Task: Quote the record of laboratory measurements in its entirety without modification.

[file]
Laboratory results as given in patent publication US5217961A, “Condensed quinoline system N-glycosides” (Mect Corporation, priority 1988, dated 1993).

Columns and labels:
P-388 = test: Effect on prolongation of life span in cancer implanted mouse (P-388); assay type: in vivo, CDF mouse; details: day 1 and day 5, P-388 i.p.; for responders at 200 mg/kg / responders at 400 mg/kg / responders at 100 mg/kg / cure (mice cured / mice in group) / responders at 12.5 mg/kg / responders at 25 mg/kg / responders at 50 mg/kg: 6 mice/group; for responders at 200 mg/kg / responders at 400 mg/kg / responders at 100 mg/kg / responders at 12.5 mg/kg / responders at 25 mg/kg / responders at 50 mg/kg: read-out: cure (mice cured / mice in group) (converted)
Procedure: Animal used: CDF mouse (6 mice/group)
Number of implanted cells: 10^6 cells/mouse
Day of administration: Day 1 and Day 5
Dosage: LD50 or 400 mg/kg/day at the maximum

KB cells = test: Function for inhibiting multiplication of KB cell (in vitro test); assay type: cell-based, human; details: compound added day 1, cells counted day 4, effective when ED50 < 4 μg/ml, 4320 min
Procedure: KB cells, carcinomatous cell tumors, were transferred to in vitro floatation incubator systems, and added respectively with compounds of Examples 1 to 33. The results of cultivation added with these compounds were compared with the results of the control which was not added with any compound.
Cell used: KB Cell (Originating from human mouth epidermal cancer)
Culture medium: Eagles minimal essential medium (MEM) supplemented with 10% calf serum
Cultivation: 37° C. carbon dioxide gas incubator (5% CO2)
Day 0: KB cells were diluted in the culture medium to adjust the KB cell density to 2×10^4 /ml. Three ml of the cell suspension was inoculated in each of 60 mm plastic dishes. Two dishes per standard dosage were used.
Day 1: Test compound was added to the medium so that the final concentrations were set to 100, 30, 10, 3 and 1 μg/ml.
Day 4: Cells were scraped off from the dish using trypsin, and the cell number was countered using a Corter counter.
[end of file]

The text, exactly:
Laboratory results as given in patent publication US5217961A, “Condensed quinoline system N-glycosides” (Mect Corporation, priority 1988, dated 1993).

Columns and labels:
P-388 = test: Effect on prolongation of life span in cancer implanted mouse (P-388); assay type: in vivo, CDF mouse; details: day 1 and day 5, P-388 i.p.; for responders at 200 mg/kg / responders at 400 mg/kg / responders at 100 mg/kg / cure (mice cured / mice in group) / responders at 12.5 mg/kg / responders at 25 mg/kg / responders at 50 mg/kg: 6 mice/group; for responders at 200 mg/kg / responders at 400 mg/kg / responders at 100 mg/kg / responders at 12.5 mg/kg / responders at 25 mg/kg / responders at 50 mg/kg: read-out: cure (mice cured / mice in group) (converted)
Procedure: Animal used: CDF mouse (6 mice/group)
Number of implanted cells: 10^6 cells/mouse
Day of administration: Day 1 and Day 5
Dosage: LD50 or 400 mg/kg/day at the maximum

KB cells = test: Function for inhibiting multiplication of KB cell (in vitro test); assay type: cell-based, human; details: compound added day 1, cells counted day 4, effective when ED50 < 4 μg/ml, 4320 min
Procedure: KB cells, carcinomatous cell tumors, were transferred to in vitro floatation incubator systems, and added respectively with compounds of Examples 1 to 33. The results of cultivation added with these compounds were compared with the results of the control which was not added with any compound.
Cell used: KB Cell (Originating from human mouth epidermal cancer)
Culture medium: Eagles minimal essential medium (MEM) supplemented with 10% calf serum
Cultivation: 37° C. carbon dioxide gas incubator (5% CO2)
Day 0: KB cells were diluted in the culture medium to adjust the KB cell density to 2×10^4 /ml. Three ml of the cell suspension was inoculated in each of 60 mm plastic dishes. Two dishes per standard dosage were used.
Day 1: Test compound was added to the medium so that the final concentrations were set to 100, 30, 10, 3 and 1 μg/ml.
Day 4: Cells were scraped off from the dish using trypsin, and the cell number was countered using a Corter counter.